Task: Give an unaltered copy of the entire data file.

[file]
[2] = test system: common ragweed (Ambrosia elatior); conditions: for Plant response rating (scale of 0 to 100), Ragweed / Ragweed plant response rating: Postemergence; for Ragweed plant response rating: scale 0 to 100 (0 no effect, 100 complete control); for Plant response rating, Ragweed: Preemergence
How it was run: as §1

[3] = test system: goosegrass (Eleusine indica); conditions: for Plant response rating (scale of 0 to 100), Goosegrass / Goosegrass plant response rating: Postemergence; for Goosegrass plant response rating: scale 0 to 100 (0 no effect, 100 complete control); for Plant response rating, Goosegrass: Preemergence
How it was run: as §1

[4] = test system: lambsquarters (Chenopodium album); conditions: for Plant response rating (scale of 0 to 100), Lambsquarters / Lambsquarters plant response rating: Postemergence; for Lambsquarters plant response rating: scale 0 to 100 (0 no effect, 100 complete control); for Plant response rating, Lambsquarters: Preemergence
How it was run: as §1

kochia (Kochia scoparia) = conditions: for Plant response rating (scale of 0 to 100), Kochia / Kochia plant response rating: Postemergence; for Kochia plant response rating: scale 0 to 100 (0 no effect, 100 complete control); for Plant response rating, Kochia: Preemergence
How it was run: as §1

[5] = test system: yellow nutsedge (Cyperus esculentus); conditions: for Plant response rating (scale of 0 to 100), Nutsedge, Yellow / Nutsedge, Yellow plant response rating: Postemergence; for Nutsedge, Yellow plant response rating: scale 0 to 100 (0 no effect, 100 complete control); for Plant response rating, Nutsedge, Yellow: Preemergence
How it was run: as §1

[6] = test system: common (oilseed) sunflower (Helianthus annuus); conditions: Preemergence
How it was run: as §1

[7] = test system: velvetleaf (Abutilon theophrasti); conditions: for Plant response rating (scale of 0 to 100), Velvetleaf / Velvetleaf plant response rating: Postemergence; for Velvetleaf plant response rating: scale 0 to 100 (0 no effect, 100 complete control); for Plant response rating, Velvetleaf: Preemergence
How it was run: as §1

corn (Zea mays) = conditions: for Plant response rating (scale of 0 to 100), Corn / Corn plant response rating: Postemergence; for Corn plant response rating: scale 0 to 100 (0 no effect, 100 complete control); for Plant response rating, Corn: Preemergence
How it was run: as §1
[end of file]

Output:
[2] = test system: common ragweed (Ambrosia elatior); conditions: for Plant response rating (scale of 0 to 100), Ragweed / Ragweed plant response rating: Postemergence; for Ragweed plant response rating: scale 0 to 100 (0 no effect, 100 complete control); for Plant response rating, Ragweed: Preemergence
How it was run: as §1

[3] = test system: goosegrass (Eleusine indica); conditions: for Plant response rating (scale of 0 to 100), Goosegrass / Goosegrass plant response rating: Postemergence; for Goosegrass plant response rating: scale 0 to 100 (0 no effect, 100 complete control); for Plant response rating, Goosegrass: Preemergence
How it was run: as §1

[4] = test system: lambsquarters (Chenopodium album); conditions: for Plant response rating (scale of 0 to 100), Lambsquarters / Lambsquarters plant response rating: Postemergence; for Lambsquarters plant response rating: scale 0 to 100 (0 no effect, 100 complete control); for Plant response rating, Lambsquarters: Preemergence
How it was run: as §1

kochia (Kochia scoparia) = conditions: for Plant response rating (scale of 0 to 100), Kochia / Kochia plant response rating: Postemergence; for Kochia plant response rating: scale 0 to 100 (0 no effect, 100 complete control); for Plant response rating, Kochia: Preemergence
How it was run: as §1

[5] = test system: yellow nutsedge (Cyperus esculentus); conditions: for Plant response rating (scale of 0 to 100), Nutsedge, Yellow / Nutsedge, Yellow plant response rating: Postemergence; for Nutsedge, Yellow plant response rating: scale 0 to 100 (0 no effect, 100 complete control); for Plant response rating, Nutsedge, Yellow: Preemergence
How it was run: as §1

[6] = test system: common (oilseed) sunflower (Helianthus annuus); conditions: Preemergence
How it was run: as §1

[7] = test system: velvetleaf (Abutilon theophrasti); conditions: for Plant response rating (scale of 0 to 100), Velvetleaf / Velvetleaf plant response rating: Postemergence; for Velvetleaf plant response rating: scale 0 to 100 (0 no effect, 100 complete control); for Plant response rating, Velvetleaf: Preemergence
How it was run: as §1

corn (Zea mays) = conditions: for Plant response rating (scale of 0 to 100), Corn / Corn plant response rating: Postemergence; for Corn plant response rating: scale 0 to 100 (0 no effect, 100 complete control); for Plant response rating, Corn: Preemergence
How it was run: as §1